Unfortunately, several holidays will likely have to undergo certain modifications. Not specifically because of the pandemic, but there is an indirect link to changes in societal behaviour that have occurred on or around this time.
In particular, Remembrance Day.
U.S.-based Whole Foods Market caused a major storm of controversy last year by telling employees in its 14 locations in Canada that they couldn’t wear poppies to work.
According to CBC News’s Kimberley Molina on Nov. 6, 2020, a female employee at Ottawa’s Whole Foods store (who chose to remain nameless, for obvious reasons) said, “I was basically told … if they allowed this one particular cause, then it would open up the door so that they would have to allow or consider allowing other causes.”
The employee continued, “I was in shock, actually. I was appalled. I couldn’t believe it.”
She wasn’t the only one.
Most Canadians considered Whole Foods’ policy to be extremely thoughtless or incredibly idiotic. There were no shades of grey to be found, which explains why the grocery chain abandoned this dumb policy later that day.
One of the strongest voices was from Ontario Premier Doug Ford.
“I find it absolutely disgraceful. I find it disgusting,” Ford told the media. “So we’re going to introduce legislation immediately that permits any employee, any employee no matter where you work … to wear a poppy, and making sure that no employer can force someone not to wear a poppy.”
This position is finally coming to fruition.
On Oct. 28, the Ontario government announced it will begin the process to enshrine the right to wear poppies in the workplace during Remembrance Week (Nov. 5 to 11). This led to the introduction of Bill 38, An Act to amend the Remembrance Week Act, 2016.
“Our government is grateful to those in uniform, past and present, who have selflessly dedicated themselves to serving our country and protecting our values,” said Citizenship and Multiculturalism Minister Parm Gill. “They deserve our unwavering respect, support and gratitude. We show that by wearing poppies, helping to ensure our children and grandchildren never forget the sacrifices they have made for us.”
The only exception to this proposed law would be if a poppy posed a “danger or hazard to the health, safety, or welfare of any person.”
The Ontario NDP, Liberals and Greens all support the Progressive Conservative government’s proposal. It’s in first reading and will surely pass with ease.
Nevertheless, it’s unfortunate that this type of law needs to be enshrined in our country.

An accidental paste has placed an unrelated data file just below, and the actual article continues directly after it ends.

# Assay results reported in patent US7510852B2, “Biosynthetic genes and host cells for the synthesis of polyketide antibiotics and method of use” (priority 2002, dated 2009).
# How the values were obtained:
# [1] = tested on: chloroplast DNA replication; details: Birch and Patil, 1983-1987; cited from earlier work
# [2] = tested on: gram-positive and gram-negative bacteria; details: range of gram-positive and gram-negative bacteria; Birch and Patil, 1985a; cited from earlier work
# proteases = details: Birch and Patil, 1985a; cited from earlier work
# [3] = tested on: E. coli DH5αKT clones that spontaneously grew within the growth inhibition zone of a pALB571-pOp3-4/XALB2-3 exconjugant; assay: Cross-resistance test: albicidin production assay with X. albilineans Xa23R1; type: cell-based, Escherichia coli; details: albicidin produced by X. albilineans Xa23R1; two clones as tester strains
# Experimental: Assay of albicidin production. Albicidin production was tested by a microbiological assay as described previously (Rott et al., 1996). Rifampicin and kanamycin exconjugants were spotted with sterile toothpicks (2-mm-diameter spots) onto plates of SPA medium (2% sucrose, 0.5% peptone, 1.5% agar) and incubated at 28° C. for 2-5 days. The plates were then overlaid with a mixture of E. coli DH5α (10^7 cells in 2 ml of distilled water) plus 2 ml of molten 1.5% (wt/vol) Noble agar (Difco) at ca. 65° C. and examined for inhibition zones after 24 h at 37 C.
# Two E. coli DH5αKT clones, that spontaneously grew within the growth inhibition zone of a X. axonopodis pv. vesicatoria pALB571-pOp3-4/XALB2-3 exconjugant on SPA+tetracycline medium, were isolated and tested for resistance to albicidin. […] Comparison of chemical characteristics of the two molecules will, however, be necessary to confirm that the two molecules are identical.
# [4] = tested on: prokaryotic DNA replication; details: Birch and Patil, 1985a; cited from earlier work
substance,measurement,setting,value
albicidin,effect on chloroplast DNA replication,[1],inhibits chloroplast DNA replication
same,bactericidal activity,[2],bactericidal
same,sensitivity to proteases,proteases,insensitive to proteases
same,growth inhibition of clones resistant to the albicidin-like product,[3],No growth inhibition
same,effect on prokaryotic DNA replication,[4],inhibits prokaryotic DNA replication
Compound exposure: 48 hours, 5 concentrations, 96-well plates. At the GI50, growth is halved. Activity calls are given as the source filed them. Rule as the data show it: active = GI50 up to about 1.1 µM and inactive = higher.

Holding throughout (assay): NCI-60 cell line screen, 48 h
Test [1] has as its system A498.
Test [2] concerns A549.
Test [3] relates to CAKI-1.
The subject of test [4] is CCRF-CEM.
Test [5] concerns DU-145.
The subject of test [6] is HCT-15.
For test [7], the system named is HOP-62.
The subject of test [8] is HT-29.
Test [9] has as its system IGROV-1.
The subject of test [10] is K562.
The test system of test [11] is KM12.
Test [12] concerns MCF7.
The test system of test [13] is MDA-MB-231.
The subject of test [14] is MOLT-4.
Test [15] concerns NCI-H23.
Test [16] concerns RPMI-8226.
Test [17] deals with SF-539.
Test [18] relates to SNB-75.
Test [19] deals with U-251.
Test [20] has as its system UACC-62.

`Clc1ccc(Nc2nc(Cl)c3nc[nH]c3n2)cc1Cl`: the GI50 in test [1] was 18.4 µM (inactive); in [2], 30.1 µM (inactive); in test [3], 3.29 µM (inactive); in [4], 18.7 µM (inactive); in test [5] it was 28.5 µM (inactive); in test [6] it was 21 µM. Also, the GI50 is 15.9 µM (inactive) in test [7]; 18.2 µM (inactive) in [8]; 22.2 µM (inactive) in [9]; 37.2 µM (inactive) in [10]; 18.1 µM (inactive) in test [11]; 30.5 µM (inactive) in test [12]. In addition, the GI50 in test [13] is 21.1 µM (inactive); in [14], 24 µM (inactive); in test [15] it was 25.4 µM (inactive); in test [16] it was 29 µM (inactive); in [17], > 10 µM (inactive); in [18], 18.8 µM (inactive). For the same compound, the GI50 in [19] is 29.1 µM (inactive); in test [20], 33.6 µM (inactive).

Poppies have been handed out since 1921. It was the brainchild of Anna Guérin of France, who was inspired by John McCrae’s 1915 poem In Flanders Fields. The Great War Veterans Association, the precursor of the Royal Canadian Legion, considered her proposal during a meeting in Port Arthur (now Thunder Bay), Ont., and adopted it on July 6, 1921.
There wouldn’t have been a Canadian at that time who batted an eye when it came to wearing a poppy. They did it with pride, and saluted the soldiers who defended the nation’s cherished freedoms and liberties during the First World War.
Unfortunately, times have changed.
From the preposterous white poppy debate (designed as a symbol of pacifism) to the Whole Foods debacle, a small albeit vocal number of (mostly) radical progressives are attempting to turn the tables when it comes to Remembrance Day. They want to do away with certain aspects of history, authority and democracy that don’t appeal to their jaded point of view.
Most people on the mainstream right and left have no interest in joining their cause. Alas, some laws need to be enshrined to ensure that important, long-standing traditions are protected.
Ontario has made the right decision. Other provinces will likely follow suit. It’s a shame it has come to this, but there’s no denying it has to be done.
Michael Taube, a Troy Media syndicated columnist and Washington Times contributor, was a speechwriter for former prime minister Stephen Harper. He holds a master’s degree in comparative politics from the London School of Economics. For interview requests, click here.
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